The personal representative of an estate has a litany of responsibilities it must fulfill. They must locate, inventory, and manage the assets of the estate. They must notify beneficiaries and heirs that the decedent has died. They must notify creditors of the estate and verify which creditor claims are valid and, thus, must be paid off with estate assets. They are also, of course, responsible for transferring the remaining assets of the estate to the appropriate beneficiaries and heirs. This can be a lot, especially when dealing with more complex estates and larger estates. It only makes sense then that personal representatives of estate are entitled to payment for services rendered. After all, it can certainly be a time consuming job and one that requires a great deal of effort and energy expended on the part of the personal representative.
Payment for the Personal Representative of an Estate
In some cases, a decedent will have provided for how much the personal representative is to be compensated in their Last Will and Testament. When this happens, that is what the personal representative will be compensated. The term of how much they will be paid is covered by the will provision. There is not always, however, such a provision in a decedent’s will and sometimes there is no will at all. So, when there is no provision for how much the personal representative of the estate should be paid, how much do they get and how is it determined?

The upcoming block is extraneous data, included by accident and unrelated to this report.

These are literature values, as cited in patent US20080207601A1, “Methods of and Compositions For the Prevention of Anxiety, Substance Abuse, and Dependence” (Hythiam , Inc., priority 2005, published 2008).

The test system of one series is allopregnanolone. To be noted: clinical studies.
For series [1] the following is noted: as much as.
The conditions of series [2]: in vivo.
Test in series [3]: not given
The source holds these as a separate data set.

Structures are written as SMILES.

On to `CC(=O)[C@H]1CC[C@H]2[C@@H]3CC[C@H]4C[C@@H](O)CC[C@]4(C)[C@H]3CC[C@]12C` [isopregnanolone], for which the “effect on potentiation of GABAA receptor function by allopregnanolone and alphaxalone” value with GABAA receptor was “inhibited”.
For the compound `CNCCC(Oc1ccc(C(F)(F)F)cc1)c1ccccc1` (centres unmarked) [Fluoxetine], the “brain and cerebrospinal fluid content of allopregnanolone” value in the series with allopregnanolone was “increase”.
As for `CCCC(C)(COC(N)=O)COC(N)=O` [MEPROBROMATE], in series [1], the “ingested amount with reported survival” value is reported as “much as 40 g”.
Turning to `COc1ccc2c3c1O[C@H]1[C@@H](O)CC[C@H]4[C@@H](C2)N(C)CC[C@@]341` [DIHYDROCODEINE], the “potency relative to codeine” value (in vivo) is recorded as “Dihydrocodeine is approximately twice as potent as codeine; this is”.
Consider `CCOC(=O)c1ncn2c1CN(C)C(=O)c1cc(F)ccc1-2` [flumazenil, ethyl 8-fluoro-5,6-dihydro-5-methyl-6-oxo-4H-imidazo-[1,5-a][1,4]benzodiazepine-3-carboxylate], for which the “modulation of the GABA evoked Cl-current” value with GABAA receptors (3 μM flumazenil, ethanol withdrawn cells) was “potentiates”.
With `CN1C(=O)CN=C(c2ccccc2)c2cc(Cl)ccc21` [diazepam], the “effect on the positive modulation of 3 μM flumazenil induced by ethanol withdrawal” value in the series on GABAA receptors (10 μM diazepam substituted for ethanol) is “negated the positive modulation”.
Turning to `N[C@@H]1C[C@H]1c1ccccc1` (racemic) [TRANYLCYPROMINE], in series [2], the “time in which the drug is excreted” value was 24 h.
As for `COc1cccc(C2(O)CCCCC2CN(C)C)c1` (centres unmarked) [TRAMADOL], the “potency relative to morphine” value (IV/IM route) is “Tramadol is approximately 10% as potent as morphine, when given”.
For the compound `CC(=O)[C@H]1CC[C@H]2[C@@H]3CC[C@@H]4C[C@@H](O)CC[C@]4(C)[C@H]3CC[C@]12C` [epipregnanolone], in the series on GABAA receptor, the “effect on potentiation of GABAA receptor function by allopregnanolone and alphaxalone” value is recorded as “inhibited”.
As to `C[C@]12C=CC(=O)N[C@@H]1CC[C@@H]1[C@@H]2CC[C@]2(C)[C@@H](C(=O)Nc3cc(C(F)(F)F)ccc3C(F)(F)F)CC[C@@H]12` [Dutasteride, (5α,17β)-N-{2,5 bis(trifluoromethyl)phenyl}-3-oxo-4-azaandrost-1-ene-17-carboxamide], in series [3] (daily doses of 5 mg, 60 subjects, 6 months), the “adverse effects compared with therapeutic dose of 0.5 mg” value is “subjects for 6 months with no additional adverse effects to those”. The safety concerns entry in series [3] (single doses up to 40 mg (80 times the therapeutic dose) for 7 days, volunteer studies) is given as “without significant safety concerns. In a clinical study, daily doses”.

Most of the time, California law is used to determine how much the personal representative of an estate will be compensated for their services. Under California law, the amount of compensation a personal representative receives for their role in administering the decedent’s estate is based on a percentage of the gross value of the probate estate. The gross value of the estate is the estate’s value without any deductions being made for things like debts, loans, and other obligations. The value of the estate after such deductions are made is the estate’s net value.
California Probate Code Section 10810 dictates that a personal representative will receive the following compensation based on the gross value of the decedent’s probate estate:
- 4% of the first $100,000
- 3% of the next $100,000
- 2% of the next $800,000
- 1% of the next $9 million
- 5% of the next $15 million
In regard to anything above $25 million, the court will be tasked with determining a reasonable amount. Furthermore, the court has the authority to grant additional compensation to a personal representative. Additional compensation is usually granted by the court in the event that the personal representative has provided extraordinary services over the course of executing their duties as personal representative. An example of extraordinary services could be running a business, among other things.